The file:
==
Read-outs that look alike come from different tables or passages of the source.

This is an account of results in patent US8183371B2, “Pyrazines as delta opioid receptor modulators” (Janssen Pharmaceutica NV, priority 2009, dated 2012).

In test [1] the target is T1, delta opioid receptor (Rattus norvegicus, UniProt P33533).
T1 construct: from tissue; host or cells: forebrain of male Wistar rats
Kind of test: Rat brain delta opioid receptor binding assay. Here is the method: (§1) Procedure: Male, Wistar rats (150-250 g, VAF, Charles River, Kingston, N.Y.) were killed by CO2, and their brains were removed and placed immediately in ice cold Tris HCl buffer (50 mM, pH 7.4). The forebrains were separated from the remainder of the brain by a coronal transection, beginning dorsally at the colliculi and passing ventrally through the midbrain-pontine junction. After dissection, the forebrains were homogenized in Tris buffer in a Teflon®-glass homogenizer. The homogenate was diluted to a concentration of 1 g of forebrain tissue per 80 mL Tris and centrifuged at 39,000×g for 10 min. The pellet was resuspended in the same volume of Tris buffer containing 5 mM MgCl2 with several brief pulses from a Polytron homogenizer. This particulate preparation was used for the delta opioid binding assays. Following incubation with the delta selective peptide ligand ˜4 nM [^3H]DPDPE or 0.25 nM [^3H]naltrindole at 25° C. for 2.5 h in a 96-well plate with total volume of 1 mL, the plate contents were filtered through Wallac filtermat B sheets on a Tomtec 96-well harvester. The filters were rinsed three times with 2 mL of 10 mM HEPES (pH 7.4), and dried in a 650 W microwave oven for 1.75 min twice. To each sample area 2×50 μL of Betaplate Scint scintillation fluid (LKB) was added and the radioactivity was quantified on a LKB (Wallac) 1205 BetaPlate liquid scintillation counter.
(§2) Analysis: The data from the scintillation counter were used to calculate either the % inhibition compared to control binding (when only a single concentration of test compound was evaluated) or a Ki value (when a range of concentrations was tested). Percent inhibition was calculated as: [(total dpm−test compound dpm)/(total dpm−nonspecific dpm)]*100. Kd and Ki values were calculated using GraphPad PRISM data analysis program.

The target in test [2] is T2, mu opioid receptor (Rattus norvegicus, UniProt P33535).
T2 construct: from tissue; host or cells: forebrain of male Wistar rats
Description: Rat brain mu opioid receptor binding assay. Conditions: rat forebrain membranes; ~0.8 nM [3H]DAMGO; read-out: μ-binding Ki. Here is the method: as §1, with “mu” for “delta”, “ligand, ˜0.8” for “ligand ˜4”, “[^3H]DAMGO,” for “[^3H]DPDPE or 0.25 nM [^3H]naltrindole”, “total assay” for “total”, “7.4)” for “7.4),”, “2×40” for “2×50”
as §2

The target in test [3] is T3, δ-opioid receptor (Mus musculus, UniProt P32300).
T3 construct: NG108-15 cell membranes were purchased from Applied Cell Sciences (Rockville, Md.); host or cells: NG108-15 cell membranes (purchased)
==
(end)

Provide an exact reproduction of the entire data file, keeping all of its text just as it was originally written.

Read-outs that look alike come from different tables or passages of the source.

This is an account of results in patent US8183371B2, “Pyrazines as delta opioid receptor modulators” (Janssen Pharmaceutica NV, priority 2009, dated 2012).

In test [1] the target is T1, delta opioid receptor (Rattus norvegicus, UniProt P33533).
T1 construct: from tissue; host or cells: forebrain of male Wistar rats
Kind of test: Rat brain delta opioid receptor binding assay. Here is the method: (§1) Procedure: Male, Wistar rats (150-250 g, VAF, Charles River, Kingston, N.Y.) were killed by CO2, and their brains were removed and placed immediately in ice cold Tris HCl buffer (50 mM, pH 7.4). The forebrains were separated from the remainder of the brain by a coronal transection, beginning dorsally at the colliculi and passing ventrally through the midbrain-pontine junction. After dissection, the forebrains were homogenized in Tris buffer in a Teflon®-glass homogenizer. The homogenate was diluted to a concentration of 1 g of forebrain tissue per 80 mL Tris and centrifuged at 39,000×g for 10 min. The pellet was resuspended in the same volume of Tris buffer containing 5 mM MgCl2 with several brief pulses from a Polytron homogenizer. This particulate preparation was used for the delta opioid binding assays. Following incubation with the delta selective peptide ligand ˜4 nM [^3H]DPDPE or 0.25 nM [^3H]naltrindole at 25° C. for 2.5 h in a 96-well plate with total volume of 1 mL, the plate contents were filtered through Wallac filtermat B sheets on a Tomtec 96-well harvester. The filters were rinsed three times with 2 mL of 10 mM HEPES (pH 7.4), and dried in a 650 W microwave oven for 1.75 min twice. To each sample area 2×50 μL of Betaplate Scint scintillation fluid (LKB) was added and the radioactivity was quantified on a LKB (Wallac) 1205 BetaPlate liquid scintillation counter.
(§2) Analysis: The data from the scintillation counter were used to calculate either the % inhibition compared to control binding (when only a single concentration of test compound was evaluated) or a Ki value (when a range of concentrations was tested). Percent inhibition was calculated as: [(total dpm−test compound dpm)/(total dpm−nonspecific dpm)]*100. Kd and Ki values were calculated using GraphPad PRISM data analysis program.

The target in test [2] is T2, mu opioid receptor (Rattus norvegicus, UniProt P33535).
T2 construct: from tissue; host or cells: forebrain of male Wistar rats
Description: Rat brain mu opioid receptor binding assay. Conditions: rat forebrain membranes; ~0.8 nM [3H]DAMGO; read-out: μ-binding Ki. Here is the method: as §1, with “mu” for “delta”, “ligand, ˜0.8” for “ligand ˜4”, “[^3H]DAMGO,” for “[^3H]DPDPE or 0.25 nM [^3H]naltrindole”, “total assay” for “total”, “7.4)” for “7.4),”, “2×40” for “2×50”
as §2

The target in test [3] is T3, δ-opioid receptor (Mus musculus, UniProt P32300).
T3 construct: NG108-15 cell membranes were purchased from Applied Cell Sciences (Rockville, Md.); host or cells: NG108-15 cell membranes (purchased)